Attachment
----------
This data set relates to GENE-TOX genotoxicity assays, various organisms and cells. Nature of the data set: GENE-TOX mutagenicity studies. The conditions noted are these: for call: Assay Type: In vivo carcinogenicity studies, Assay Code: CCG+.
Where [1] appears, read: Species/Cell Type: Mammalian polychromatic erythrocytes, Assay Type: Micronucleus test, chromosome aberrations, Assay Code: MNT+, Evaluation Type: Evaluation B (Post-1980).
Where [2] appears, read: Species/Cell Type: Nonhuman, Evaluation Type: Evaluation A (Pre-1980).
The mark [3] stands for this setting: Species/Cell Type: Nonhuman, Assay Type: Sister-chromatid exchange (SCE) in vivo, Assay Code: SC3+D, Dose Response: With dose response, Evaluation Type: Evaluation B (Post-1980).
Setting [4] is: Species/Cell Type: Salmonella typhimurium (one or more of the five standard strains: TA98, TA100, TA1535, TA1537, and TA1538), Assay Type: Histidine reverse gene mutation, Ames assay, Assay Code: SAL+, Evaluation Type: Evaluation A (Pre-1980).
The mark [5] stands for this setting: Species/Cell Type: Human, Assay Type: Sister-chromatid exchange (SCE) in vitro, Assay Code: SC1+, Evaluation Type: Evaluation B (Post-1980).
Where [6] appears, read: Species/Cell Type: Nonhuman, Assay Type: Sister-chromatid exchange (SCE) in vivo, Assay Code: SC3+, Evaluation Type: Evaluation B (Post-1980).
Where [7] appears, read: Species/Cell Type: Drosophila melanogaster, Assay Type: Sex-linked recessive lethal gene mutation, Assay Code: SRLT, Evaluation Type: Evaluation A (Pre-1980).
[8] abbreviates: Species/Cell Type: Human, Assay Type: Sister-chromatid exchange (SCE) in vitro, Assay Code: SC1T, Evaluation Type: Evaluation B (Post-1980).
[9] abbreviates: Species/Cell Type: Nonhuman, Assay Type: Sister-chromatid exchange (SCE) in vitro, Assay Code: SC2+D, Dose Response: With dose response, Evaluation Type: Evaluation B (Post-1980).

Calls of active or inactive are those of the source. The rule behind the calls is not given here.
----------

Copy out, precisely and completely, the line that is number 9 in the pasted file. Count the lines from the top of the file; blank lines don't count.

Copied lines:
[8] abbreviates: Species/Cell Type: Human, Assay Type: Sister-chromatid exchange (SCE) in vitro, Assay Code: SC1T, Evaluation Type: Evaluation B (Post-1980).